The above story is based on materials provided by BioMed Central. Note: Materials may be edited for content and length.


Cite This Page:

BioMed Central. "Genes And Drugs Team Up To Lower Blood Pressure." ScienceDaily. ScienceDaily, 18 September 2007. <www.sciencedaily.com/releases/2007/09/070913081109.htm>.
BioMed Central. (2007, September 18). Genes And Drugs Team Up To Lower Blood Pressure. ScienceDaily. Retrieved August 1, 2014 from www.sciencedaily.com/releases/2007/09/070913081109.htm
BioMed Central. "Genes And Drugs Team Up To Lower Blood Pressure." ScienceDaily. www.sciencedaily.com/releases/2007/09/070913081109.htm (accessed August 1, 2014).

Share This




More Health & Medicine News

Friday, August 1, 2014

Featured Research

from universities, journals, and other organizations


Featured Videos

from AP, Reuters, AFP, and other news services

Texas Quintuplets Head Home

Texas Quintuplets Head Home

Reuters - US Online Video (Aug. 1, 2014) After four months in the hospital, the first quintuplets to be born at Baylor University Medical Center head home. Linda So reports. Video provided by Reuters
Powered by NewsLook.com
Ebola Patient Coming to U.S. for Treatment

Ebola Patient Coming to U.S. for Treatment

Reuters - US Online Video (Aug. 1, 2014) A U.S. aid worker infected with Ebola while working in West Africa will be treated in a high security ward at Emory University in Atlanta. Linda So reports. Video provided by Reuters
Powered by NewsLook.com
Ebola Vaccine Might Be Coming, But Where's It Been?

Ebola Vaccine Might Be Coming, But Where's It Been?

Newsy (Aug. 1, 2014) Health officials are working to fast-track a vaccine — the West-African Ebola outbreak has killed more than 700. But why didn't we already have one? Video provided by Newsy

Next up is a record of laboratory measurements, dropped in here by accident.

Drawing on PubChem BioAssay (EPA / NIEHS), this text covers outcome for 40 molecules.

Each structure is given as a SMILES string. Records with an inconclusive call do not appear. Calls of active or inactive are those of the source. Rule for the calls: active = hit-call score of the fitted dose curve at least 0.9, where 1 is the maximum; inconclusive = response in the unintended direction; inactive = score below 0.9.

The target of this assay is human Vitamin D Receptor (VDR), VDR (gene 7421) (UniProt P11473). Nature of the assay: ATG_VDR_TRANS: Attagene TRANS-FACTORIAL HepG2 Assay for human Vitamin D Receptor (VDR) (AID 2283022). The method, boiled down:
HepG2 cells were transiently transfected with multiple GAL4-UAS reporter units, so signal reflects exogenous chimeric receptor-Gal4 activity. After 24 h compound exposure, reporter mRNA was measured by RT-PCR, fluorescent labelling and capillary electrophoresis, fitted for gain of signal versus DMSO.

Powered by NewsLook.com
Study Links Certain Birth Control Pills To Breast Cancer

Study Links Certain Birth Control Pills To Breast Cancer

Newsy (Aug. 1, 2014) Previous studies have made the link between birth control and breast cancer, but the latest makes the link to high-estrogen oral contraceptives. Video provided by Newsy
Powered by NewsLook.com

Search ScienceDaily

Number of stories in archives: 140,361

Find with keyword(s):
Enter a keyword or phrase to search ScienceDaily for related topics and research stories.

Save/Print:
Share:

Breaking News:
from the past week

In Other News

... from NewsDaily.com

Science News

Health News

Environment News

Technology News



Save/Print:
Share:

Free Subscriptions


Get the latest science news with ScienceDaily's free email newsletters, updated daily and weekly. Or view hourly updated newsfeeds in your RSS reader:

Get Social & Mobile


Keep up to date with the latest news from ScienceDaily via social networks and mobile apps:

Have Feedback?


Tell us what you think of ScienceDaily -- we welcome both positive and negative comments. Have any problems using the site? Questions?
Mobile: iPhone Android Web
Follow: Facebook Twitter Google+
Subscribe: RSS Feeds Email Newsletters
Latest Headlines Health & Medicine Mind & Brain Space & Time Matter & Energy Computers & Math Plants & Animals Earth & Climate Fossils & Ruins